const int GetCount();

Thus, the API call in CImageView is just

 BOOL b = pDC->PolyDraw(pDoc->GetPoints(), pDoc->GetTypes(), pDoc->GetCount());

To trigger a redraw, I just call UpdateAllViews with lHint==0 and pHint==NULL.  So when there is a change in control state in the control view, it issues the call


This will force the image view to update.

Telling the control view if the image failed to draw

But what if the PolyDraw API fails, because it has an illegal parameter list, for example?  I don't want obnoxious MessageBoxes popping up, but there's no convenient place the image view could display the error message.  The sensible place to do this is in the control view.  So I use inter-view communication to supply this information.  The image view broadcasts out "I have an error", and any view that cares will handle this notification and display the error.  It turns out the only view that cares is the control view, so the case for UpdateAllViews is in its OnUpdate handler is:

void CPolyDrawControlView::OnUpdate(CView* pSender, LPARAM lHint, CObject* pHint)
     if(lHint == 0 && pHint == NULL)

        { /* lHint */
         case CPolyDrawExplorerDoc::UPDATE_ERROR:
            { /* error */
             DWORD err = (DWORD)(UINT_PTR)pHint;
             if(err == ERROR_SUCCESS)
            } /* error */
     ...see above

Moving items up and down

To move items up and down, the use of the owner-draw CListCtrl makes it very simple.  All I have to do is swap the ItemData parts and invalidate the item rectangles.   In the CPolyDrawControl class, I simply call the SwapItems method with n and n - 1 to move item n up, and with n and n + 1 to move item n down:  To make nice-looking buttons, I use my CImageButton class.

void CPolyDrawControlView::SwapItems(int i1, int i2)
     PolyDrawItem * d1 = (PolyDrawItem*)c_Data.GetItemData(i1);
     PolyDrawItem * d2 = (PolyDrawItem*)c_Data.GetItemData(i2);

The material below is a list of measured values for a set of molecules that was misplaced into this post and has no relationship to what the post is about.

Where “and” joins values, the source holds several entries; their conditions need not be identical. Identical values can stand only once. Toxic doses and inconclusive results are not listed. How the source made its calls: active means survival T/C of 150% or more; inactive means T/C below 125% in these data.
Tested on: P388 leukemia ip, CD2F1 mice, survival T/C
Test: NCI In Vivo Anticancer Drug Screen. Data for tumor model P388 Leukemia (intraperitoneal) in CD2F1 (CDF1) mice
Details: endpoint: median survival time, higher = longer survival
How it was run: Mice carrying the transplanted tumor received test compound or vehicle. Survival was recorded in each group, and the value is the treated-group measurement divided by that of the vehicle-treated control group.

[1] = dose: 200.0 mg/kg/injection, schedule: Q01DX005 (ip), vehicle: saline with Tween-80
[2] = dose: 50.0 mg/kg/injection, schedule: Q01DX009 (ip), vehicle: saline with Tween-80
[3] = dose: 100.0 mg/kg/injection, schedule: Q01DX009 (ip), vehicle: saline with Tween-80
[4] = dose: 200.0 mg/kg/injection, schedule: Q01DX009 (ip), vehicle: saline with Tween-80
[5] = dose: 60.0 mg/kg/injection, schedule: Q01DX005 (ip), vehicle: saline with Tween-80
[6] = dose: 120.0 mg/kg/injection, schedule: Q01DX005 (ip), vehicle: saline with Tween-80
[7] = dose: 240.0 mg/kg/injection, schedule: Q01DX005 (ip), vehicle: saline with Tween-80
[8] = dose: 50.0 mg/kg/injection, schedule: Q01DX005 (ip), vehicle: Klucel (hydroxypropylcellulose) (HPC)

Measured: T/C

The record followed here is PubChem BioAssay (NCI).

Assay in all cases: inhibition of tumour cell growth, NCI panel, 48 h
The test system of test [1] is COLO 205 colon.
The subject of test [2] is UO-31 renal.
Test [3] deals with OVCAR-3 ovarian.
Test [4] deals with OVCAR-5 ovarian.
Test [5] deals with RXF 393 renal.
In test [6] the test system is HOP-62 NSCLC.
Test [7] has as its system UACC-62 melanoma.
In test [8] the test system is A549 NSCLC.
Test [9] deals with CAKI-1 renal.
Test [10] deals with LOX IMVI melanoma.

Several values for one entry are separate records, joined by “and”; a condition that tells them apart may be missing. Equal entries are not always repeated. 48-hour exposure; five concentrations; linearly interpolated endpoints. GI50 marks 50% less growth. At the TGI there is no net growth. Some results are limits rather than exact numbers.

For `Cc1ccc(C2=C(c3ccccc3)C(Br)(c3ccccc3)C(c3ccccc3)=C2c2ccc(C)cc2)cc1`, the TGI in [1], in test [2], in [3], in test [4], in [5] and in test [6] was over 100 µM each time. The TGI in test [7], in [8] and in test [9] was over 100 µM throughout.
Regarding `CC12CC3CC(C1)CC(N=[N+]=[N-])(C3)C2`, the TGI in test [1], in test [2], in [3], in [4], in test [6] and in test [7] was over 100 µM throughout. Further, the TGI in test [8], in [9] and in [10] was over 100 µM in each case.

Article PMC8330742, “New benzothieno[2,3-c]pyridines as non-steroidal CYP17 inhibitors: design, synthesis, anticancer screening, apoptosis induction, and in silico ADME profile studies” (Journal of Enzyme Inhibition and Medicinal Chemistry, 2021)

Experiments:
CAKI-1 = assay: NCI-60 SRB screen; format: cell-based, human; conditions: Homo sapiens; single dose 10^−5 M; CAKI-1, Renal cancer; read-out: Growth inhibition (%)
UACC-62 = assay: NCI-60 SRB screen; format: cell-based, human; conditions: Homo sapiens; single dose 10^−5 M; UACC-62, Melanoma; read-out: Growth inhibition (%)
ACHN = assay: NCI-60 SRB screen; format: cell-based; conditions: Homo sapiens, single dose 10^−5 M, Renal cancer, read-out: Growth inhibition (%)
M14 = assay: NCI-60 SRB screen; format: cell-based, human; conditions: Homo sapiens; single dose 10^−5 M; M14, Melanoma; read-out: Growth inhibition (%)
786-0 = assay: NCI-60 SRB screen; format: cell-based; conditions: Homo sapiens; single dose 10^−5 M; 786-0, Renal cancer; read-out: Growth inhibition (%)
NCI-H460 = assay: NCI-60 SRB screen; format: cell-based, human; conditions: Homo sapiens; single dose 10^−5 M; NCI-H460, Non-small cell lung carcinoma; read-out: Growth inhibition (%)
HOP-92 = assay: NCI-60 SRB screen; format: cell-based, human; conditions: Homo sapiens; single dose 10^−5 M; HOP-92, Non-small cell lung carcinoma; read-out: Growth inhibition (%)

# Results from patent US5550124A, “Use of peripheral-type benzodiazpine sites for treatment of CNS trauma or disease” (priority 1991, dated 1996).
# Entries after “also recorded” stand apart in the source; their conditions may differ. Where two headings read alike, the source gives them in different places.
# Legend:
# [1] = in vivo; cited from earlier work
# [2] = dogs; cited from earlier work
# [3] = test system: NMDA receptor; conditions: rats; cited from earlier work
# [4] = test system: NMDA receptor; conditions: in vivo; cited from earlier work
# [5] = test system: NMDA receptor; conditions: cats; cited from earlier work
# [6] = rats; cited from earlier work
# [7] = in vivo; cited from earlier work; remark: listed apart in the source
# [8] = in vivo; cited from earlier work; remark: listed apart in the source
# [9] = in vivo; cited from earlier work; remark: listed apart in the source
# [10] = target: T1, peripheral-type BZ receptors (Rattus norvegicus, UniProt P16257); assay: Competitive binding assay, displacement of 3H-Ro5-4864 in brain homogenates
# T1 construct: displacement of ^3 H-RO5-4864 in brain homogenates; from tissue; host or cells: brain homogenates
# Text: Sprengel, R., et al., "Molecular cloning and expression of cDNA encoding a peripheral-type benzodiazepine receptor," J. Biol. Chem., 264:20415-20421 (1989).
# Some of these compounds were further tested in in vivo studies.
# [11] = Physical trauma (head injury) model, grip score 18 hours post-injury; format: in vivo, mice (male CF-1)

c_Data.SetItemData(i1, (DWORD_PTR)d2);
     c_Data.SetItemData(i2, (DWORD_PTR)d1);
    } // CPolyDrawControlView::SwapItems

The Invalidate method in the CPolyDrawCtrl handler will invalidate the item specified:

void CPolyDrawCtrl::Invalidate(int item)
     CRect r;
     GetItemRect(item, &r, LVIR_BOUNDS);
    } // CPolyDrawCtrl::Invalidate

Menu handling

I use the default Open, Close, Save and Save As handlers. 

Write MetaFile...

I added a new menu item, Write MetaFile..., to write a metafile.  But the problem was: where do I put the handler?  The possibilities are

It turns out that I chose to handle this message in the document.  While it doesn't know how to draw a metafile, it does know how to notify whatever view that can draw the metafile that it should do so.  To do this, I use UpdateAllViews, and in the CImageView::OnUpdate handler I route the message to the right place:

void CImageView::OnUpdate(CView* pSender, LPARAM lHint, CObject* pHint)
       { /* lHint */
        case 0:
           if(pHint == NULL)
              CScrollView::OnUpdate(pSender, lHint, pHint);
        case CPolyDrawExplorerDoc::UPDATE_METAFILE:
       } /* lHint */


To make the images for this Web page, I wanted to make a copy of the window image of the MDI frame.  So the question was, where to handle this?  Since I want to copy the frame, I decided the right place to put it is in the CChildFrame handler.

void CChildFrame::OnEditCopy()
     toClipboard(this, TRUE);


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The views expressed in these essays are those of the author, and in no way represent, nor are they endorsed by, Microsoft.

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Last modified: May 14, 2011